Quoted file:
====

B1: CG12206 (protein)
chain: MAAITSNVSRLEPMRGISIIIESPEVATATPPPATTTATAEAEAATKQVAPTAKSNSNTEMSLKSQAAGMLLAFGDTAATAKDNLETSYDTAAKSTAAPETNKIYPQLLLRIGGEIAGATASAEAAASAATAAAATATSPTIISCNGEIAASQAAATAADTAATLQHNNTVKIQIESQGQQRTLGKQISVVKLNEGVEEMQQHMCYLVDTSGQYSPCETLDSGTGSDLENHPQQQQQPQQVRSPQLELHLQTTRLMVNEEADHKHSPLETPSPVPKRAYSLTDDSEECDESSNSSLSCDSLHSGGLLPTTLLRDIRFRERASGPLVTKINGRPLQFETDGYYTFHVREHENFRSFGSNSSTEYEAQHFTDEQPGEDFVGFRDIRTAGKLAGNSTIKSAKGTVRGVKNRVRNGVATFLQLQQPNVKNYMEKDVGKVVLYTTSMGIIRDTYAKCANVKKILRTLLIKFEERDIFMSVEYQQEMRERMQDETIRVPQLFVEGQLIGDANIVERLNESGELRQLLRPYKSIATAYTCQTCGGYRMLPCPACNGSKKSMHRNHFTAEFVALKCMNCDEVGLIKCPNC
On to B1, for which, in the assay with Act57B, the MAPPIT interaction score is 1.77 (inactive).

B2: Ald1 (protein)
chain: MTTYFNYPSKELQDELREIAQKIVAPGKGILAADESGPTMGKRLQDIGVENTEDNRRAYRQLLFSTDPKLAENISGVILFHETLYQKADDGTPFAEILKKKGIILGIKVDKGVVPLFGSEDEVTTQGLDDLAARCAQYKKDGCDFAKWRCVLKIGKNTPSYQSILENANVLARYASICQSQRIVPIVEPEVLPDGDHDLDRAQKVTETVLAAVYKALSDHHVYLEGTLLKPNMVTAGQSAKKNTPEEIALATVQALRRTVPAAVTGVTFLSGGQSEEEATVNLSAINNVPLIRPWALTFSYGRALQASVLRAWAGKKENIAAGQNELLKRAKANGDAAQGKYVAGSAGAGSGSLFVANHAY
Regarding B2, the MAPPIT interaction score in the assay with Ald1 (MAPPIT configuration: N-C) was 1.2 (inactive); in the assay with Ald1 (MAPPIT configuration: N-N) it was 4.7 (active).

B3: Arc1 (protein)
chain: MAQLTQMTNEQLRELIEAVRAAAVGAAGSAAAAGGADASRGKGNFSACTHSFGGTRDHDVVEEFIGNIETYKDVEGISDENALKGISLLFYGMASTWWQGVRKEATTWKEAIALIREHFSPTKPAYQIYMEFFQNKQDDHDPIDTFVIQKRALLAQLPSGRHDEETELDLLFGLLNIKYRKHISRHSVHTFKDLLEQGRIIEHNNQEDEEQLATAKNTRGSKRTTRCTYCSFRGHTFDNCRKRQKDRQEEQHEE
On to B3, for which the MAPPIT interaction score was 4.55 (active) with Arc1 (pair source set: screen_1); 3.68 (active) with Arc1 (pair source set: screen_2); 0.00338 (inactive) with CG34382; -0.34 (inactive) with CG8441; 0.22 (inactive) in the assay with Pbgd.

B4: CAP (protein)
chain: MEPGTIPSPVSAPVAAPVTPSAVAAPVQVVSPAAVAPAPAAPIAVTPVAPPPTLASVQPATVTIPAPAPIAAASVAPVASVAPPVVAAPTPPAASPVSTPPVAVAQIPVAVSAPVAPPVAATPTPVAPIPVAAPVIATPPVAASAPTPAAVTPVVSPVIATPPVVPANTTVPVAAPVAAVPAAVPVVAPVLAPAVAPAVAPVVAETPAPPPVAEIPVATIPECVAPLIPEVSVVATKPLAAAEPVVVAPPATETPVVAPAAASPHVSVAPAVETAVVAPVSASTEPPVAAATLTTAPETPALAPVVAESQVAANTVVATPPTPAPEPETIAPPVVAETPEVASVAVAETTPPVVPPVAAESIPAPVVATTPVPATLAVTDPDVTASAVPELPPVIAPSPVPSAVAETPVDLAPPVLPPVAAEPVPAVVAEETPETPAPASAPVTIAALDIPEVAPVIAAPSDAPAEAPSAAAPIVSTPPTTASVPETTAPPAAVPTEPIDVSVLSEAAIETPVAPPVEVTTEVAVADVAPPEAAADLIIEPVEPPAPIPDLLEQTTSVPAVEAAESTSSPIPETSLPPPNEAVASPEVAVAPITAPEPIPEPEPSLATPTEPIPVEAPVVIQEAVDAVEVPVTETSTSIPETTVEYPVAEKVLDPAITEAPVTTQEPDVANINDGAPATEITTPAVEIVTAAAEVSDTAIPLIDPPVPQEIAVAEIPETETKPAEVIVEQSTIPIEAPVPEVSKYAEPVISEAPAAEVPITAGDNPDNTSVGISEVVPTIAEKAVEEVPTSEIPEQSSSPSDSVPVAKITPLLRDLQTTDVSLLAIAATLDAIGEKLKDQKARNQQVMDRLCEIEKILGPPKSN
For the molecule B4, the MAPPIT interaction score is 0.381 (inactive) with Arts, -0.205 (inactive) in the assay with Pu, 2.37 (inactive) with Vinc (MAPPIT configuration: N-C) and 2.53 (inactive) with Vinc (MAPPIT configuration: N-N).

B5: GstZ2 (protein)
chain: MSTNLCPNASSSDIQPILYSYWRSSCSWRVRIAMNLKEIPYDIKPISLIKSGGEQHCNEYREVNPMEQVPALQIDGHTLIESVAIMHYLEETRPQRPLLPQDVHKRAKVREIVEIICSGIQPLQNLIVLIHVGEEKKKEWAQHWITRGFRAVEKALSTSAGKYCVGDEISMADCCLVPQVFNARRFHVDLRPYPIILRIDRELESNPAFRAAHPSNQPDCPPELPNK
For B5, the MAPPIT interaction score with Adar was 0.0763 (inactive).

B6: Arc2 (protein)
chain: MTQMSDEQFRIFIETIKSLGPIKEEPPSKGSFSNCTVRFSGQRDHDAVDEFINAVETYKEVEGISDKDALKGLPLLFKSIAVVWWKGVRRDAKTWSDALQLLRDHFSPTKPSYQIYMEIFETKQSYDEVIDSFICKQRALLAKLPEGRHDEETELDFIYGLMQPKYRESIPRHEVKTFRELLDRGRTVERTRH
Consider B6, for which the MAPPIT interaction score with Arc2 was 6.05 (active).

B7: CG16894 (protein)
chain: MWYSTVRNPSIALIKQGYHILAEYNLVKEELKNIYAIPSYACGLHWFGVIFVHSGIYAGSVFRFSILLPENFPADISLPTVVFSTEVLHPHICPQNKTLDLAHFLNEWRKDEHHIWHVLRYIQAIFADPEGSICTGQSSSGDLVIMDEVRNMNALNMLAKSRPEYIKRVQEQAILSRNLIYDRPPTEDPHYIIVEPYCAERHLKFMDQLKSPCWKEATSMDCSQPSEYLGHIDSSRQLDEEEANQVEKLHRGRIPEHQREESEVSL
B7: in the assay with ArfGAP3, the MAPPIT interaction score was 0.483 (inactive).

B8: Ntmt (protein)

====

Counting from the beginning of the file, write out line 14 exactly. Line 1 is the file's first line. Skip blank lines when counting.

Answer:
chain: MSTNLCPNASSSDIQPILYSYWRSSCSWRVRIAMNLKEIPYDIKPISLIKSGGEQHCNEYREVNPMEQVPALQIDGHTLIESVAIMHYLEETRPQRPLLPQDVHKRAKVREIVEIICSGIQPLQNLIVLIHVGEEKKKEWAQHWITRGFRAVEKALSTSAGKYCVGDEISMADCCLVPQVFNARRFHVDLRPYPIILRIDRELESNPAFRAAHPSNQPDCPPELPNK